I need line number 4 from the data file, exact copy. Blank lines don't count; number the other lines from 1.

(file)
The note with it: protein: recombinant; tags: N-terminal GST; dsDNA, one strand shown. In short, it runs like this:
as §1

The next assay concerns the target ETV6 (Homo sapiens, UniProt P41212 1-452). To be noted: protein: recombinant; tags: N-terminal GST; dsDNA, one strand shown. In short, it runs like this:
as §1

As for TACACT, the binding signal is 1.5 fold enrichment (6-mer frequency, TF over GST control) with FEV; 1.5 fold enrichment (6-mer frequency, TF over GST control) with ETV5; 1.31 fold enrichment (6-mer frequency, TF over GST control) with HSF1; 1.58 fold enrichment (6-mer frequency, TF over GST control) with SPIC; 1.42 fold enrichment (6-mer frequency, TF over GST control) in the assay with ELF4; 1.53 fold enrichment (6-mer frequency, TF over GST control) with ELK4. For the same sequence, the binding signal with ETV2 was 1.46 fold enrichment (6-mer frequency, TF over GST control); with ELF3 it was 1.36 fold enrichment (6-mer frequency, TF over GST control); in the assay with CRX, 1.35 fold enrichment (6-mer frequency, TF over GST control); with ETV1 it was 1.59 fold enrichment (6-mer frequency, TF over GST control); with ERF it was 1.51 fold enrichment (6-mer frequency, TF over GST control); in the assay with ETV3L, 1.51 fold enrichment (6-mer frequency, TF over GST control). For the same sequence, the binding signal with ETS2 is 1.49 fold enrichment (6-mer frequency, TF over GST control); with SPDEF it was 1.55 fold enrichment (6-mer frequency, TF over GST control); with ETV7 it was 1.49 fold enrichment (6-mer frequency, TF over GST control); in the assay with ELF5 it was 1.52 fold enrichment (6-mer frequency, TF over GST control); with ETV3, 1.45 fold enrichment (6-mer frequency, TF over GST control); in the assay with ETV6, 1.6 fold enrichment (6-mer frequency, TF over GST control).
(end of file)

as §1